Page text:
Carmakers the world over are struggling with one of the worst years in modern history. First, the coronavirus forced factories to shut down for weeks on end. Then, the loss of employment for many has made people more concerned about paying their rent or mortgage than buying a new car. The situation is the same in every country, but some nations are targeting economic recovery measures that advance clean energy and transportation goals while some are content to ladle out billions of taxpayer dollars to oil and gas companies.
Germany is firmly in the first category. (We’ll leave it to you to determine who is in the second.) German auto dealers have been pleading for incentive programs to help move oceans of unsold cars, but the government has decided it will incentivize only the purchase of plug-in hybrid, 100% battery electric, and hydrogen fuel cell cars.
Under the terms of a newly announced €130 billion economic recovery package, buyers of those cars will get double the current incentive — €6,000 rather than €3,000 — until the end of 2021. In addition, manufacturers will kick in another €3,000, bringing the total available incentives up to €9,000. Buyers of conventional cars get nothing.
Petrol and diesel cars omitted from the German government's stimulus package.
BEVs will see a government contribution for electric cars rise from €3k to €6k with the manufacturer's contribution remaining the same (€3k).
Total €9k for BEV <€40k pic.twitter.com/QRDNgDWzjp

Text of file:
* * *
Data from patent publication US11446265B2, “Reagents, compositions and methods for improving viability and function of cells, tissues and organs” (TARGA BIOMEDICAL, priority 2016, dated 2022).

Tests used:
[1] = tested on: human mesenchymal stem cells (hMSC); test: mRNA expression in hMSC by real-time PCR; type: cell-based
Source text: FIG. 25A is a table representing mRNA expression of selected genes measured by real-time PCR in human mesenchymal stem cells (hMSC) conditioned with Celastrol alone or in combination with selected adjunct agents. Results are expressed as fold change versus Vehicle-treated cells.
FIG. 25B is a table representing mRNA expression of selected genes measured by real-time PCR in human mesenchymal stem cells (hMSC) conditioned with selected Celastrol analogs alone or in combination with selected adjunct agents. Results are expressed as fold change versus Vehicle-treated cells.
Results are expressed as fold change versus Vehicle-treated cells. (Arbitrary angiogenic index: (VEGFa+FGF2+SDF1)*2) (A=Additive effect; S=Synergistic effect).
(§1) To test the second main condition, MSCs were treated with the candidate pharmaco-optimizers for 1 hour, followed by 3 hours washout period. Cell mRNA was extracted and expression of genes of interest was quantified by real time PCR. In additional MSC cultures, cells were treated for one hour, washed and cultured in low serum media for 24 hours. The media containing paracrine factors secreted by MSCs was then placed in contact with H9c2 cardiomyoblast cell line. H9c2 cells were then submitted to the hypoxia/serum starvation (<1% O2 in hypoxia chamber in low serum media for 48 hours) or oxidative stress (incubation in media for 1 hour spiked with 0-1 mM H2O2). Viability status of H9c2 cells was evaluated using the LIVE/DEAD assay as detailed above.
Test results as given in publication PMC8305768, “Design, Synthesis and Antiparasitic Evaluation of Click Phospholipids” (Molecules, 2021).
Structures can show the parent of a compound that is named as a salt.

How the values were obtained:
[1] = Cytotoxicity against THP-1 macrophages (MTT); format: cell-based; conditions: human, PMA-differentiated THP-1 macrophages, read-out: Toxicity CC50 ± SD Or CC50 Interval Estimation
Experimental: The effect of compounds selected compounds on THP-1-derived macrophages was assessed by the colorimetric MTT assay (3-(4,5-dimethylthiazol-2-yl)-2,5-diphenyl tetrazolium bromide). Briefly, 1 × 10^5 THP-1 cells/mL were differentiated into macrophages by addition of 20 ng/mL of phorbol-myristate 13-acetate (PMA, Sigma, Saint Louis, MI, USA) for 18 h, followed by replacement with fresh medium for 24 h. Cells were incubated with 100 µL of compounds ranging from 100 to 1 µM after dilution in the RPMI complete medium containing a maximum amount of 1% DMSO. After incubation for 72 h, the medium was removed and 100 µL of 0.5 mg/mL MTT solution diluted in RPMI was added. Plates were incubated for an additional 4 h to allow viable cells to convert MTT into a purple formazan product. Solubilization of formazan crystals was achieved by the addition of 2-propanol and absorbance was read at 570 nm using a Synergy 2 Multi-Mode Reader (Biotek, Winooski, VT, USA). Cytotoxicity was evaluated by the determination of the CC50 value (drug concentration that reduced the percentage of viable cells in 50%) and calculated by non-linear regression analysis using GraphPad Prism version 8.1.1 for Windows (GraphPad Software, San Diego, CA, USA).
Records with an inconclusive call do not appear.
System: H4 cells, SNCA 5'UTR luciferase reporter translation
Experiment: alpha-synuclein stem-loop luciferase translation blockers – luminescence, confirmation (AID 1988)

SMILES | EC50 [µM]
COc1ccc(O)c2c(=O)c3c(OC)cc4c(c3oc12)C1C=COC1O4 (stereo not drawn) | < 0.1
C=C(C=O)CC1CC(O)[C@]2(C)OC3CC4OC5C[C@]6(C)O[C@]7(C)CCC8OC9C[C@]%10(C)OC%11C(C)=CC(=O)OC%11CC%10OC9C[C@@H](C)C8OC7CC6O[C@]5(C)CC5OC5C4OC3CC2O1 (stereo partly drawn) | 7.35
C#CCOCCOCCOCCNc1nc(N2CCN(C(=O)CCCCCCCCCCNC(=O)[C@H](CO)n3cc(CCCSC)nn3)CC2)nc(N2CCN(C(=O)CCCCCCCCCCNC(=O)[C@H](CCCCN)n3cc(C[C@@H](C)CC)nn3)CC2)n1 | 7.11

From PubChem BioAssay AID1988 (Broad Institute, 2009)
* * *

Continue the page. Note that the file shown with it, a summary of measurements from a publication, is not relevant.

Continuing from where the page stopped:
— Matthias Schmidt (@auto_schmidt) June 3, 2020
That last statement needs some explanation. The general sales tax (VAT) will be reduced from 19% to 16% across the economy, and that does apply equally to all new cars, according to a report by Fleet Europe. However, there are no real incentives for fully fossil fueled cars.
There are some restrictions for the plug-in car subsidies. The full incentive only applies to cars with a sales price of less than €40,000. That will be a huge boon to both Volkswagen, which plans to introduce its ID.3 and ID.4 battery electric cars before the end of this year, and Tesla, which may have its Berlin factory up and running before the enhanced incentive period expires.
Other companies with electric cars to sell in the German market — like KIA, Hyundai, and Peugeot — will also be beneficiaries of the new incentive program. It may also give a boost to fuel cell powered cars. Although, that remains to be seen — they haven’t exactly been competitive with plug-in cars up to this point.
Electric cars costing less than €60,000 will be eligible for reduced incentive package — €7,500 per car. Plug-in hybrids get a price cut of €6,750 (vehicles below €40,000) or €5,625 (vehicles that cost between €40,000 and €65,000).
“Reduced company car tax for EVs also sees a boost — the 0.25% reduced rate now applies to a raised ceiling of EVs with list prices up to €60,000 (from the previous €40,000),” our own Maximilian Holland adds alongside a report about Germany’s EV market share reaching 7.3% in May.
According to Teslarati, the entire stimulus package includes an increase in the vehicle tax on heavy vehicles with high carbon emissions, a decrease in the cost of electricity for consumers and business, €2 billion to assist car companies with research and development costs on all vehicles, money to assist NGOs in transitioning to electric cars, €2.5 billion to support EV research and development, charging infrastructure, and battery manufacturing, and €1.2 billion to electrify bus and truck fleets. Part of the infrastructure package is a requirement that all gas stations in the country add EV chargers.
This package represents a huge step forward for Germany, and is consistent with its goal of aggressively lowering carbon emissions from its transportation sector. Its commitment may be an inspiration to other nations wrestling with how to support emissions goals despite the economic distress caused by the coronavirus pandemic.